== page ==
“It seemed a good idea at the time” has been an excuse for many people, and television is no exception. FromThe Borgias to Celebrity Wrestling, producers and commissioning editors have used it to justify all sorts of atrocities committed against the tastes of the viewing public.
Which helps to explain just how The Story Of God ended up being presented by Robert Winston. To their credit, the BBC have been making some interesting popular documentary series in recent years, and the idea of killing two birds with one programme and fulfilling both their public service and religious programming on Sundays remits by ‘doing God’ must have appealed to senior figures all the way up to Michael Grade. Of course, any documentary series like this needs to follow in the footsteps of its classic forebearers and have one central authority figure to tell us what we need to know. But, while previous documentary series made unlikely television stars of Kenneth Clark, Jacob Bronowski and Simon Schama, instead of taking someone with a knowledge of theological history and giving them a crash course in how to talk to camera, the reverse approach was taken with Robert Winston being sent round the world to give us what’s effectively Comparative Religion For Dummies.
It was very visually interesting, filling the screen with colourful visits to Hindu celebrations in India and the Zorastrian Towers Of Silence in Iran, but lacked the driving narrative a more involved presenter/author could have given it. Instead, we got Winston moving swiftly around the world, seeing different sights and then giving us a basic overview of various religious traditions coupled with a half-baked attempt to draw them together into a consistent whole. It’s an approach that’s failed in the hands of people more confident in the subject, and didn’t really work any better in the hands of an amateur.
Later in the week, Channel 4 produced a much more interesting view on religion, sending Robert Beckford – an academic with a track record of producing interesting documentaries about religion – to discover The Real Patron Saints travelling between the British Isles and the Middle East to discover the stories behind Saints George, Andrew, David and Patrick and what they mean for national identity today. While it occasionally threatened to devolve into the banality of a travelogue, Beckford – unlike Winston – had a story to tell about the way the religious societies of the past had adopted saints to reflect their supposed national characteristics and how those figures had become images of national identity in the unsure, partly post-religious present. By itself, the section on Saint George and how this probably non-existent martyr had become not just a symbol of identity from Catalonia to Moscow but was also mentioned in the Koran should be compulsory viewing for anyone who thinks singing ‘Keep Saint George in my heart, keep me English‘ makes any sort of sense of all, but the sections on the other three were just as interesting, especially how both Protestants and Catholics in Ireland claim Saint Patrick.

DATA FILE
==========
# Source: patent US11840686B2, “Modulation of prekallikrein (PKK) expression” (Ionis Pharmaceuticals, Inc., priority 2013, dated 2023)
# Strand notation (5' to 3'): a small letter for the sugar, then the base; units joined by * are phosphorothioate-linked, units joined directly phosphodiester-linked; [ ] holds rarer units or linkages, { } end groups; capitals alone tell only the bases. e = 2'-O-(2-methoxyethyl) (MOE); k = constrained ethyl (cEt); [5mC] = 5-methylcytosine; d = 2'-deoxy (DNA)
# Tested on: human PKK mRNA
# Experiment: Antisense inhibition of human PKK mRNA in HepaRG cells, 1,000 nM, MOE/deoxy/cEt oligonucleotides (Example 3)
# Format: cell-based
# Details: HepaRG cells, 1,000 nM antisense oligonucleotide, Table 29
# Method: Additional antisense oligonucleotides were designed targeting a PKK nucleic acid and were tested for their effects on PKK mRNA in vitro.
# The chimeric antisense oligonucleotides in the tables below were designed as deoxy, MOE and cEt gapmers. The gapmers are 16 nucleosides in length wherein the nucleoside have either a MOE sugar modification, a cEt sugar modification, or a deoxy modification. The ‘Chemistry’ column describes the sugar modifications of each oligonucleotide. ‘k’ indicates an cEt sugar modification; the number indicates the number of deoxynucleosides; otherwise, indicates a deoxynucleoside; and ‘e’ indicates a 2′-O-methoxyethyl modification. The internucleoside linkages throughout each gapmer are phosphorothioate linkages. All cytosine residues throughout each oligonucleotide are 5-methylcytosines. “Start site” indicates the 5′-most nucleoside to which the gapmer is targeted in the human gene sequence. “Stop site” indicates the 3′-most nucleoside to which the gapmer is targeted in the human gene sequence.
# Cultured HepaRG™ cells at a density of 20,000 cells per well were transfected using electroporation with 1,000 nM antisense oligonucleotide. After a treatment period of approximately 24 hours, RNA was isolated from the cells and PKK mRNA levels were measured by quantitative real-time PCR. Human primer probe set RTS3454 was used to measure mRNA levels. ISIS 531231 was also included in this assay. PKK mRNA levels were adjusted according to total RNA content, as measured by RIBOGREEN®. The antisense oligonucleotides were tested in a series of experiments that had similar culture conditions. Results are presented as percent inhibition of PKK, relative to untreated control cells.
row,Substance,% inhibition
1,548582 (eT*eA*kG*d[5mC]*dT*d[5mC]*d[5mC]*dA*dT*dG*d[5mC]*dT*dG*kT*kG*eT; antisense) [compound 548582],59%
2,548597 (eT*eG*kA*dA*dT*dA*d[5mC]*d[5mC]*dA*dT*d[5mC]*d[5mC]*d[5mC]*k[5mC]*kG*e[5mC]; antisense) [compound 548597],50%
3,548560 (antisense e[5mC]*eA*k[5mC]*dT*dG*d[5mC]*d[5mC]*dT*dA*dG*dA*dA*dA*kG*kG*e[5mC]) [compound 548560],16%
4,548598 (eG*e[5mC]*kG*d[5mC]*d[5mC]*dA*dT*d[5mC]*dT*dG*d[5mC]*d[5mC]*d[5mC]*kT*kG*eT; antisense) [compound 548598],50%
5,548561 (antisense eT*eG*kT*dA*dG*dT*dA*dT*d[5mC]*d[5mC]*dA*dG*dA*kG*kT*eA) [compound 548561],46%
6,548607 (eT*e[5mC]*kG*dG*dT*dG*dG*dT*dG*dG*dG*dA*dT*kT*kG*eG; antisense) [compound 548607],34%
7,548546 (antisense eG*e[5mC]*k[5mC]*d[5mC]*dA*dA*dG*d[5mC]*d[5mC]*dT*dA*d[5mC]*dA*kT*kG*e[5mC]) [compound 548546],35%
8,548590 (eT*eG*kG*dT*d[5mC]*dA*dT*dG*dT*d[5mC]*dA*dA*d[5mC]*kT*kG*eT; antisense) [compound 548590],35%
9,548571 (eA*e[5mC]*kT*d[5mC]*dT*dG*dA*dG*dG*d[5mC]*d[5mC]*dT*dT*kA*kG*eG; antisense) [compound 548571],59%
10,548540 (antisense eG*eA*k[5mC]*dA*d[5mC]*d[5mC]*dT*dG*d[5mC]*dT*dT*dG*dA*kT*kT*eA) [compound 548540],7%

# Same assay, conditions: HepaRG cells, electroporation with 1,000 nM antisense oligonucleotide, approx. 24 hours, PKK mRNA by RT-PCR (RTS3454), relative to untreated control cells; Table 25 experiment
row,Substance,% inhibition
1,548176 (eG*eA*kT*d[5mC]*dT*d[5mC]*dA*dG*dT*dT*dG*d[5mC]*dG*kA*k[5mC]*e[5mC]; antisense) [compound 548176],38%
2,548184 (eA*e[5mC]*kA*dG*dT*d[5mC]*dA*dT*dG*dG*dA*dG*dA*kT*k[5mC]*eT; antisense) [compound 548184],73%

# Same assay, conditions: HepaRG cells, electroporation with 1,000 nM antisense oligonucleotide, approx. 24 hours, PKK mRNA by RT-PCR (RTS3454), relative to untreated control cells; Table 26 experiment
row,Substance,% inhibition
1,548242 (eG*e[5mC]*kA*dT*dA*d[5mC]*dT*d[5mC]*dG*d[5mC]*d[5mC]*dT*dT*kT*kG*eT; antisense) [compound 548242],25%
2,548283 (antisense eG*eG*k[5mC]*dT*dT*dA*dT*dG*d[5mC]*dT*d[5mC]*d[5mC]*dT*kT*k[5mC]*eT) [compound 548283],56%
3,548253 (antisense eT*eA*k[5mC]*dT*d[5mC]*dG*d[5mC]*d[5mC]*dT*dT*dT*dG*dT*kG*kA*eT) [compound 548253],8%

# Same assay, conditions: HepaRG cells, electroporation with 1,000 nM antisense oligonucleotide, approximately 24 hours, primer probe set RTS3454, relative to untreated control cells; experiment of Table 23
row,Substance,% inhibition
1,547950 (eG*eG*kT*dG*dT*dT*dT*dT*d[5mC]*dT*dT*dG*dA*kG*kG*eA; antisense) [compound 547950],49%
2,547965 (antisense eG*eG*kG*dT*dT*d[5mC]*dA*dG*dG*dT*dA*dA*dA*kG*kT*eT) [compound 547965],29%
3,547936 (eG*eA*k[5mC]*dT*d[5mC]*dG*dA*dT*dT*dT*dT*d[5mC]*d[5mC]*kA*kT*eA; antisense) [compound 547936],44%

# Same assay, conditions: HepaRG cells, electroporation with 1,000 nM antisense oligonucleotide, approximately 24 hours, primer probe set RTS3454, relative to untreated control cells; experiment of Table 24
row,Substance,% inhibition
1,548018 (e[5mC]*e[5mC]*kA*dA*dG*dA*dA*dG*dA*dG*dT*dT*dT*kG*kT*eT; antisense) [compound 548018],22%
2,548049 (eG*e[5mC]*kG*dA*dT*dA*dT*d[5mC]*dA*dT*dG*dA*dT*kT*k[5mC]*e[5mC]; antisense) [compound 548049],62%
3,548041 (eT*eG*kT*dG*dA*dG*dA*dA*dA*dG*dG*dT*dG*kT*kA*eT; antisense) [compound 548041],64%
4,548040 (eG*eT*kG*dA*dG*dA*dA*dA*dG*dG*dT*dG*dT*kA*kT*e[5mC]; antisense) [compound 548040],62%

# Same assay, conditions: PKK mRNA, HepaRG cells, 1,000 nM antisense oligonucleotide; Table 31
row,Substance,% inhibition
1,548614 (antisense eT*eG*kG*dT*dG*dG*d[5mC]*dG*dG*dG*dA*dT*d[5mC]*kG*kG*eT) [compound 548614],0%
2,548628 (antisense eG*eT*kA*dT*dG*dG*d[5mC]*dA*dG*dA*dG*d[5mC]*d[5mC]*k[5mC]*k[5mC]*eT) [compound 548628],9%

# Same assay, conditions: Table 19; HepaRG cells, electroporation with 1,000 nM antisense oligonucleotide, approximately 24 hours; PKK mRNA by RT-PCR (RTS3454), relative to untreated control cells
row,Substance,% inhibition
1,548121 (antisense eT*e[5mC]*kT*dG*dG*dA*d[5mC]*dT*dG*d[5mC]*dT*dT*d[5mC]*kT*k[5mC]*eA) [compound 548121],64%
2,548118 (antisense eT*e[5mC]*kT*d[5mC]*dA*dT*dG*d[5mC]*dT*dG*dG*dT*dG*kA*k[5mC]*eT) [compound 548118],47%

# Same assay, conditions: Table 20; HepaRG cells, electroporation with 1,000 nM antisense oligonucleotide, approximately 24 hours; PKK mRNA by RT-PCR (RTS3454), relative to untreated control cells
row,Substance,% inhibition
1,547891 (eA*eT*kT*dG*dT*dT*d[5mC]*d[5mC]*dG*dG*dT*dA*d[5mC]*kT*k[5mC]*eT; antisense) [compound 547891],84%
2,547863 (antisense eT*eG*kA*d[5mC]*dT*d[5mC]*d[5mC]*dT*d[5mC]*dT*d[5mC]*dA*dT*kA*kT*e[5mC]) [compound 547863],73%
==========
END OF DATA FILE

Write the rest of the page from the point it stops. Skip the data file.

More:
On a more banal level, it’s possible that Space Cadets also seemed a good idea at the time it was commissioned, hopefully when the editor in question got carried away with the idea of Johnny Vaughan being strapped to a rocket and blasted into space, far away from any TV cameras and sparing us his habit of emphasising. every. word. he. speaks. as. if. almost. every one. is. a. seperate sentence. and amongst the profound thoughts ever issued by mankind, instead of just more tedious drivel pouring out of his mouth-spout in an unstoppable flood. It’s the sort of Rabblemock HaHa Time programme that TV Go Home used to create before it metamorphosised into Zeppotron TV…who are the producers of Space Cadets. Satire just ate itself, and we’re left to watch the detritus as a horde of executives pat themselves on the back at finding people even more stupid and self-obsessed than themselves and trying to persuade them that they’re going to go into space. Part of me hopes that Vladimir Putin will declare this to be an insult to the very real achievements of the Russian space programme and dig up the co-ordinates for the former US air base it’s being filmed at from the Kremlin archives.
It might be good for all of us – otherwise, the prospect of someone thinking Johnny Vaughan’s the obvious choice to present the BBC’s next big documentary series is far too chilling to contemplate.